All this means that US action against Iran is still possible, is made rather more likely by Ahmadinejad’s election, and could come at any time in the next twelve months. More immediately, though, an attack by Israel is becoming relatively more likely.
Ariel Sharon’s government is simply not prepared to have Iran get anywhere near a nuclear-weapons capability, nor is it prepared to allow Iran to develop an integrated civil nuclear-power fuel cycle. It is also increasingly concerned over Iran’s recent developments in missile technology, especially the reported testing of a solid-fuel rocket motor for the Shahab-3 medium-range missile (see David Isenberg, “Iran’s missiles on a solid footing”, Asia Times, 10 June 2005).
All of Iran’s current medium-range missiles are essentially 1950s-vintage Scud derivatives with liquid fuel motors that are difficult to prepare and even more difficult to maintain in a condition to launch. Solid-fuel rockets are far more reliable, can be stored in remote places away from fuelling points and can be maintained at a high state of readiness. They are therefore difficult to find and destroy. In combination with any kind of nuclear-weapons programme, Iran could develop a deterrent capability that would make it very difficult for either the United States or Israel to interfere in its affairs.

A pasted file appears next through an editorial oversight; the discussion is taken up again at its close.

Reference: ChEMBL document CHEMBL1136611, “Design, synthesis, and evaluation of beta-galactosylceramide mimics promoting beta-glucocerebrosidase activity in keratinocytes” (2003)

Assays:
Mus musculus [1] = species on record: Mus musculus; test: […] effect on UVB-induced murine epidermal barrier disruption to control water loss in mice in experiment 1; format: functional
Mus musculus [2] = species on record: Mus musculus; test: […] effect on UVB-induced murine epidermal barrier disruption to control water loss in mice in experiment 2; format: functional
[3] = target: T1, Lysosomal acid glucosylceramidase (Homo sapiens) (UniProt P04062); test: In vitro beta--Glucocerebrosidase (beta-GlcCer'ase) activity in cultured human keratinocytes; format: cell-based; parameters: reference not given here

The problem for Israel is that destroying Iran’s nuclear and missile facilities is a much bigger military operation than the single air raid on Iraq’s Osiraq nuclear research reactor back in June 1981. What would be involved now would be several days of raids against targets in many parts of the country. On the other hand, their military strategy could be more limited than anything the more powerful United States military might envisage yet still have a useful effect from Israel’s perspective.
For a start, the Israelis would be far less concerned about the Straits of Hormuz, calculating that if Iran tried to close the straits in response to an Israeli attack, the United States would take vigorous counter-action against any threatening Iranian forces. Neither do the Israelis anticipate any kind of regime change in Iran in response to attacks from themselves or the Americans. They are far more realistic about internal Iranian politics and are aware that any military action would increase Iranian nationalist fervour, as well as support for the existing regime.
Israel has altogether more modest aims – the destruction of any facilities that could contribute to the development of nuclear weapons and the destruction of Iranian missiles and their production facilities. There is no expectation that any attacks would have long-term effects – all they would be seeking is a few years of delay, with the possibility of further attacks in the future. From their perspective, though, they might also have the added bonus of the Iranians retaliating against US facilities in the region, bringing the United States into a bigger conflict and at least ending up with substantial damage to the Iranian economy.